Once you’re done, wash most of the conditioner off but not all the way. This helps prepare your hair for the styling products you’ll apply.

You can also opt for a leave-in conditioner for the same effect. It will also help retain moisture and reduce frizziness throughout the day.

Read here for more details on how to deep condition curly hair.

3. Styling

While your hair is still wet, start applying a CGM-approved gel or cream on your hair. You can also opt for essential oils. We have a list of our most recommended essential oils here.

Again, scrunch up your hair from ends to roots to encourage defined curls. 

You can also try the “Praying Hands” technique. Get a preferred amount of styling product onto your palms, then scrunch your hair in between. This will help spread the product more evenly.

4. Plopping

Once you’re finished styling, dry your hair with a microfiber towel or a big cotton shirt. Lay it down on a flat surface, flip your head, and carefully put your wet hair in the center. 

Wrap the shirt all over your head to make sure that everything is covered. Tie the ends to make sure everything is secured. 

Leave this on your head for at least 20 minutes. The shirt will absorb the wetness in your hair without weighing down your curls. If you really need to dry your hair quickly, you can use a diffuser on low heat.

If you have flat roots, you can test if root-clipping will work on you. Once you’ve styled and plopped, grab a section of your roots away and slide the clip in, away from your face. Repeat this step till you’re able to clip them all.

 Let them sit while you air-dry your hair and voila! Goodbye flat roots.

Step-By-Step Curly Girl Method For Beginners Video

Are you a visual learner? Here’s a step-by-step curly girl video you can follow.

Curly Girl Method FAQs

How often should You wash your hair?

There are many factors on how much you should wash your hair such as your lifestyle and how much moisture your hair needs.

If you want to refresh your curls in between your wash days, you can fill up a spray bottle with water mixed with a leave-in conditioner to hydrate your hair.

Apply your styling products while your hair is wet to restore your curls.

When will you see the results?

Some people see immediate results once they’ve successfully restored moisture. You’ll find that your hair is less frizzy, less crunchy, and overall healthy looking. 

You’ll see your hard work pay off in 6 weeks when you find your hair looking revitalized.

How do you maintain your curls in between washes?

Consider getting silk pillowcases. Cotton will make your hair frizzy from the friction. You can also put your hair in a loose bun while sleeping to protect your curls.

What to expect during the transition phase?

Everyone experiences a different effect during the transition phase. Since you suddenly introduced a new routine to your hair, it will take some time for it to adapt. 

Some people report having oilier or greasier hair after following curly girl techniques, but this may be due to using sulfates on your final wash.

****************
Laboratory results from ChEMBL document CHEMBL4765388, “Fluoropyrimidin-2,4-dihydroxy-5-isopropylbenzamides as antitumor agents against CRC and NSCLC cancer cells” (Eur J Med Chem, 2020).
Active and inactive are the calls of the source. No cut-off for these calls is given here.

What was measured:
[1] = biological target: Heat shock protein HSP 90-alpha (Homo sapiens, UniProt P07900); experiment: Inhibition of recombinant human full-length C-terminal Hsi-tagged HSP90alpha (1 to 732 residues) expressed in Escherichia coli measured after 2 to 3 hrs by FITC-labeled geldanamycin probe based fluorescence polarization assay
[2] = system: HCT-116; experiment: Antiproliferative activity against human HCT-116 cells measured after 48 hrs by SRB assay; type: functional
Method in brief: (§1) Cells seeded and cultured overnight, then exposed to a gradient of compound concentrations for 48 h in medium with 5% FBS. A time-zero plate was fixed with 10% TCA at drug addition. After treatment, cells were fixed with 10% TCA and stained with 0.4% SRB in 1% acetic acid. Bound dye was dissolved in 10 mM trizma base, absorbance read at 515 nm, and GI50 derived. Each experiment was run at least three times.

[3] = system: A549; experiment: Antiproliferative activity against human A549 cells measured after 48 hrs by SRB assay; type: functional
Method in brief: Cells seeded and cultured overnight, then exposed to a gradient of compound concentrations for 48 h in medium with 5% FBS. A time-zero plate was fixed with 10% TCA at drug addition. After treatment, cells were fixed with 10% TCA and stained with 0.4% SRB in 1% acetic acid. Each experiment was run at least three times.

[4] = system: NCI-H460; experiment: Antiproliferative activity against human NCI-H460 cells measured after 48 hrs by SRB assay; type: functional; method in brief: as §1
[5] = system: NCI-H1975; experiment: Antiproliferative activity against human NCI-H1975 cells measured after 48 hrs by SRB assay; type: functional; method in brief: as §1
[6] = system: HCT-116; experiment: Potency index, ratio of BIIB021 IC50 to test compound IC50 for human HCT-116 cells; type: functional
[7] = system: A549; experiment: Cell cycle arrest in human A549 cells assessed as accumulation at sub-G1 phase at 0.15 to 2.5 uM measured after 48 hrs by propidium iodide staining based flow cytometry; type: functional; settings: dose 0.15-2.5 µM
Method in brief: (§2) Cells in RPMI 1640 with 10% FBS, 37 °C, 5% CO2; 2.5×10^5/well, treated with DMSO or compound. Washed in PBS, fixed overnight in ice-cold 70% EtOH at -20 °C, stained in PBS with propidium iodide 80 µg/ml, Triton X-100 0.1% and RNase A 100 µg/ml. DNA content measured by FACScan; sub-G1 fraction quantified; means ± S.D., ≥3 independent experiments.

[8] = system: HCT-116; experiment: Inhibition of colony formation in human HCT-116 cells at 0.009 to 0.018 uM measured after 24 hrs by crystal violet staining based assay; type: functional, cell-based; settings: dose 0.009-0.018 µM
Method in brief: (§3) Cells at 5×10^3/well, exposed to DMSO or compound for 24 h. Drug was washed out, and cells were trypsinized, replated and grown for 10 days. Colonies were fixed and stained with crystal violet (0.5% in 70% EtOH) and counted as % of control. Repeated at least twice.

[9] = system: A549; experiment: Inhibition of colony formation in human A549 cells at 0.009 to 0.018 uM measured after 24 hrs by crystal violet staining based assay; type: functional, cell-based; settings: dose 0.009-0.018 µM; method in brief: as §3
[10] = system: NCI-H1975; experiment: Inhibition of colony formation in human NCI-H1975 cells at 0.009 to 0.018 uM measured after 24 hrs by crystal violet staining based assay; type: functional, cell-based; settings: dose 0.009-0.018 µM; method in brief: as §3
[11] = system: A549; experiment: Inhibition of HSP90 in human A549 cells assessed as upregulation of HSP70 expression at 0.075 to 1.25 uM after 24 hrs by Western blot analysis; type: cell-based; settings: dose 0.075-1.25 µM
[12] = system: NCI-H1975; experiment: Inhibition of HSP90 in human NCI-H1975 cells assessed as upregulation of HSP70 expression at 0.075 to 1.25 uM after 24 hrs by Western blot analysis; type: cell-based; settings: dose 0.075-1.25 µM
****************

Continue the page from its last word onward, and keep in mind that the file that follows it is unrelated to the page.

The scalp is producing sebum in response to the drying effect of your shampoo.

If you’re experiencing the opposite effect of CGM, and now have greasy hair, this won’t last forever. 

The frizz just means that your hair doesn’t have enough moisture. 

You just need to figure out how many products you need to apply to hydrate your locks without adding weight. 

curly-haired smiling woman wearing pink shirt in a yellow background

Maintaining the Curly Girl Method

Everyone knows the struggle of maintaining curly hair and following CGM may be overwhelming at first, but trust me, it’s worth it! 

Just remember that you can modify the steps and the products to what works for you. 

Don’t feel pressured to buy all the products that people recommend. 

Some products will work for other people but that doesn’t necessarily mean they will work on you. 

So don’t worry and have patience when it comes to trial and error. You’ll find what works for you in time.

pink infographic with illustrations of a blonde woman depicting the steps in the curly girl method

Have you tried CGM? Share the results in the comments!

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  • Stephanie Martin

    Stephanie Martin blends her beauty industry background with expertise in communications to lead in the fashion and beauty world. As a fashion and beauty editor, she is known for engaging and informative articles. Her lifelong passion for fashion, makeup, and hair shines through her work, earning her widespread respect among readers and clients. Stephanie's style, a mix of classic and contemporary, makes her a dynamic and influential figure in the industry, inspiring others with her knowledgeable and approachable insights.

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  • Jessica Hoelscher

    With thirteen years in cosmetology, Jessica Hoelscher is a seasoned stylist recognized for her modern techniques. A graduate of Paul Mitchell the School in St. Louis, her expertise has been showcased on Fox Two News and in People Magazine. Self-employed at Salon Lofts, her work has graced TV screens, styling for renowned events and Ole Miss cheerleaders.